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Re: Distributing patched ROM/ISO online
« Reply #6 on: December 08, 2016, 11:10:58 am »
as far as my own experience as an author of hacks/translations go, i dont really claim to have any forms of moral standards over the matter since i fully aknowledge the fact that
modifying games is illegal as it is.

i used to distribute my work as ready isos/roms/whatevers they happened to be out of convenience, which i then later changed to distributing patches that targeted known public dumps of said games
(read: scene releases.) I generally also disregarded the thing some people around here seem to frown upon, the act of making a patch that is identical or larger in size compared to the vanilla game,
meaning that the patch essentially contained the entire game within the patch file itself. For me it was always a matter of comfort and convenience, I simply made something and wrapped it into
and user-friendly form that just happened to be the easiest for me to execute.

i generally try to avoid that nowadays though... I guess im getting all old and sentimental regarding it.

as for what comes to people further distributing something i made ? after i put it out there it's there for people to do as they wish with, i really cant nor have any desire to further control it.

of course, if someone "leaks" an incomplete project patch/iso that is not meant for public, that will instantly and indefinitely end said project in that track. i will not complete a signle project in my life that gets leaked before it's intended release. I do pick my working partners in a way though that this should not happen.
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Chronosplit

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Re: Distributing patched ROM/ISO online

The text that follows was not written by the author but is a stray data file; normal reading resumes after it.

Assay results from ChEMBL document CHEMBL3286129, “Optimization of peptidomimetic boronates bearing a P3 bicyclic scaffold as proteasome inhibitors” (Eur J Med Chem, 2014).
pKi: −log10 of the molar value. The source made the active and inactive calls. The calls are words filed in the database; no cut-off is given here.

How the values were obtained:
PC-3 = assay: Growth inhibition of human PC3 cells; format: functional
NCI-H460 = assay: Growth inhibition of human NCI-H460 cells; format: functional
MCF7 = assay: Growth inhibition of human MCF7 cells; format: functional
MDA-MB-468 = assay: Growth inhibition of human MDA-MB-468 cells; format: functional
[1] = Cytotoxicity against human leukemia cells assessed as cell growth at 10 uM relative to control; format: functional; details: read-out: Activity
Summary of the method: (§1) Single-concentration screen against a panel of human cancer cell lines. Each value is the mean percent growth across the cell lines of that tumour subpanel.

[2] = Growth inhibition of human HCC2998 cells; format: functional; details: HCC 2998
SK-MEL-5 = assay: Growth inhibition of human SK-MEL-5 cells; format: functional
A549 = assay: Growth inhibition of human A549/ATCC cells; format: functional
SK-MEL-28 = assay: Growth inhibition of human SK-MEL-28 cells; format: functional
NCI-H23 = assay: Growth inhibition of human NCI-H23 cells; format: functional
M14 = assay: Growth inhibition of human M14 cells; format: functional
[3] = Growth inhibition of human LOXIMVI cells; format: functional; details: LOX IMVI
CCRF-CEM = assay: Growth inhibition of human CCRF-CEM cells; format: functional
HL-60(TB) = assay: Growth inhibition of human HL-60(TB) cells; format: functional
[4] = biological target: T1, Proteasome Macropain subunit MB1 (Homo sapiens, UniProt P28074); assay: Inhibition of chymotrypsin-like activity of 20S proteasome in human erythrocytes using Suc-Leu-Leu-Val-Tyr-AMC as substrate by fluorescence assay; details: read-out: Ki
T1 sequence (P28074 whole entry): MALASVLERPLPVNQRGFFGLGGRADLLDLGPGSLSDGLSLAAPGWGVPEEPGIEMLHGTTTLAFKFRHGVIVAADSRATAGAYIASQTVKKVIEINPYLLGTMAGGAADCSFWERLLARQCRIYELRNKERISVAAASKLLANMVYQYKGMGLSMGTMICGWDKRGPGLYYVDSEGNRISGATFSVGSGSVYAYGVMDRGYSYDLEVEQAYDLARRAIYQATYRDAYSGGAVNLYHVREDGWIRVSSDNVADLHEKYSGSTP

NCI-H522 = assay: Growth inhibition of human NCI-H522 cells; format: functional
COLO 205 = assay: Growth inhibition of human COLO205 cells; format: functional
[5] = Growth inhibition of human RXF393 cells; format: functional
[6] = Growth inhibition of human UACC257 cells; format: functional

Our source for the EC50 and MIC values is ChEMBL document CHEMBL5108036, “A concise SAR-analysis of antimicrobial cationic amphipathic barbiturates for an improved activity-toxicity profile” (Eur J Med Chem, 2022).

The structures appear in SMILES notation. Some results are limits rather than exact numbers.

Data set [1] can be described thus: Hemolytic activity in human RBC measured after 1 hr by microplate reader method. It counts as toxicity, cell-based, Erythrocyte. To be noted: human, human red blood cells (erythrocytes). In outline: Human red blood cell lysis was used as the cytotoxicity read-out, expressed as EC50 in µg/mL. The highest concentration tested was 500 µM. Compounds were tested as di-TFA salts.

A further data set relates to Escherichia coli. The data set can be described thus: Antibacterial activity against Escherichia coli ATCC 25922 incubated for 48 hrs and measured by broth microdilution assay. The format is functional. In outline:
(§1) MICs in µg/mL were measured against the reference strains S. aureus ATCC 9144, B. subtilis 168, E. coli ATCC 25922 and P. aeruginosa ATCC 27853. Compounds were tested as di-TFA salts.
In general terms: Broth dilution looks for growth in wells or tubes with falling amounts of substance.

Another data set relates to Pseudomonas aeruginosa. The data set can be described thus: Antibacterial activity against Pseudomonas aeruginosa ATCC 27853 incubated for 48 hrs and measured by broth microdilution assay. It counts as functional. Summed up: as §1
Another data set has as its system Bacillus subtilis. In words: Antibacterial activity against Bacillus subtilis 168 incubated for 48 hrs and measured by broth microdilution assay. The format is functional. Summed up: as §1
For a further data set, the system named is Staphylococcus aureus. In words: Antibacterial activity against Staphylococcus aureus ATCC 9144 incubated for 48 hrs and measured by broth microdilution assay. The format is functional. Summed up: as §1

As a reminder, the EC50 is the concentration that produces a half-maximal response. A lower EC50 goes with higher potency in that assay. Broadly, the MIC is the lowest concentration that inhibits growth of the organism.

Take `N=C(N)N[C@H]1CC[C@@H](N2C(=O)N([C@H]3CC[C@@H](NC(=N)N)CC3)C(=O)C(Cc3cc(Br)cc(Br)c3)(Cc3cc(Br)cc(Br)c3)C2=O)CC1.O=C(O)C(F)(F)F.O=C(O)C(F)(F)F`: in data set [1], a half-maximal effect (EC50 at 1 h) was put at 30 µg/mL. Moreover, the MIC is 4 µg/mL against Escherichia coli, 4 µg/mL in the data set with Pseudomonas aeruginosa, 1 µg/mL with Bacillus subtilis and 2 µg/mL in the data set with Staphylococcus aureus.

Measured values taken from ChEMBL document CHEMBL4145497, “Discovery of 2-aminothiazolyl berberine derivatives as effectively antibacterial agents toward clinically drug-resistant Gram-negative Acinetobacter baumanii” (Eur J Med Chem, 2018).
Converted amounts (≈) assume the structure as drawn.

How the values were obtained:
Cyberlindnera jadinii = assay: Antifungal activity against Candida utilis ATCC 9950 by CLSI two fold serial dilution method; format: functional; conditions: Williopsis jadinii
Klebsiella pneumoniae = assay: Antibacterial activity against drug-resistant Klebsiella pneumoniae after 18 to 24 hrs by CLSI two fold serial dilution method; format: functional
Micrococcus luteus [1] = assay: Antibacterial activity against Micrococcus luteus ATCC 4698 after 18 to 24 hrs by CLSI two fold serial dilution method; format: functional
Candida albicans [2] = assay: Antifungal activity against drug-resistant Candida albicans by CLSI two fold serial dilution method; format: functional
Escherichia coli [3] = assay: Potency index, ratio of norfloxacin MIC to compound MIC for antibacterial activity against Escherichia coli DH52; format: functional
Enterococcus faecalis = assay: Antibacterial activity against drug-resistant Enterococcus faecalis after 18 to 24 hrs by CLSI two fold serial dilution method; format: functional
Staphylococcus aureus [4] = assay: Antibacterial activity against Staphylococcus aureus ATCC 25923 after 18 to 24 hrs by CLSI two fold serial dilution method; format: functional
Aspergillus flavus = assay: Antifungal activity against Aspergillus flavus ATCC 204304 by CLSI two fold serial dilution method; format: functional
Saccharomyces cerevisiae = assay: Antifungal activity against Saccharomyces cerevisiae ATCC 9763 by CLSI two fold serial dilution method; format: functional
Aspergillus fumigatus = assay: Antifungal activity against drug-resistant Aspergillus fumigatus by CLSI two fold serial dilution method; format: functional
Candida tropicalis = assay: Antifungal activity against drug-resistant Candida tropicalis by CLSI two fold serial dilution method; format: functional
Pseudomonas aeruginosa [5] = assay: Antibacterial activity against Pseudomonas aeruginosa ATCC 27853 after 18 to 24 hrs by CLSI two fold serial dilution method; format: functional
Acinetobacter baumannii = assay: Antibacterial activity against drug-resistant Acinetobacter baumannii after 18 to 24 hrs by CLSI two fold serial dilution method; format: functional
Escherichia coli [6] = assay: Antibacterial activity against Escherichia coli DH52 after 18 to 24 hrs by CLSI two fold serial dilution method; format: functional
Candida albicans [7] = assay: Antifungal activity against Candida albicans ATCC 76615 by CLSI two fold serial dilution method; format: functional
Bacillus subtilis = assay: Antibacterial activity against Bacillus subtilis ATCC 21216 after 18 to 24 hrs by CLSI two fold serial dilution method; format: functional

« Reply #7 on: December 08, 2016, 01:52:11 pm »
I don't like it, but it's an inevitable necessity that will eventually happen.  If for nothing other than someone's differing ideal of what archival means.

Some circles have always distributed ROMs with no existing patch (for example Sonic has been doing this for years due in part to a huge amount of disassemblies) and therefore find no problem whatsoever about distributing ROMs after the patch has been released.  I'll be frank: we can't really tell them "don't do that or I'll do something bad" because any bad thing that we can do is pretty assholish.  But we can tell them we don't approve of it.

With GBA you can't stop it especially.  You'll see it's been already distributed mere minutes after release in ways which can be played directly online, meaning it's impossible to "put a cork in it" so to speak.  Which can be not only problematic from the obvious angle, but embarrassing because you know those are old as hell after you update and they probably ran into many bugs.  Kinda like repros when you think about it.
« Last Edit: December 09, 2016, 04:13:15 pm by Chronosplit »

filler

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Re: Distributing patched ROM/ISO online
« Reply #8 on: December 08, 2016, 11:02:06 pm »
My big gripe (if you couldn't tell) is with repros. As for distributing patched roms, there are many reasons, including those beneficial to the end user, NOT to use pre-patched roms. That said, I've never asked anyone I saw distributing a pre-patched rom or ISO of one of my projects to stop. I mostly just make sure to provide patches with readmes as the official sources.

Repros on the other hand... As part of Dynamic Designs we've pursued sites selling repros of our work and requested they stop. They have complied temporarily at least. As for enforcement, I can't say that is a path I'd like to pursue vary far, but there's nothing wrong with making it clear to folks that they are using your work against your will, ESPECIALLY if money is involved.

I have yet to do this myself, but if I have an opportunity, I'll clearly license the next patch released outside of an "official" group under Creative Commons so that my/our intentions regarding the work are more explicit. I also advocate for "fansub" style "Not for Sale or Rent", style disclaimers on splash screens which we at Dynamic Designs have done on several projects. This doesn't really address pre-patching, but I hope it helps a couple people buying or making repros stop and think.

If someone takes your or our illegal work and distributes it, do you/we really have a place to tell them not to distribute it?
Kinda, yeah. https://www.copyright.gov/help/faq/faq-general.html#protect

CM30

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Re: Distributing patched ROM/ISO online
« Reply #9 on: December 09, 2016, 08:55:17 pm »
I do not care if someone shares my work without my permission. Nor if they share it early.

And if you're stupid enough to share as a ROM file, then it's you who'll probably get sued if the IP owner comes calling/most likely receive a DMCA notice.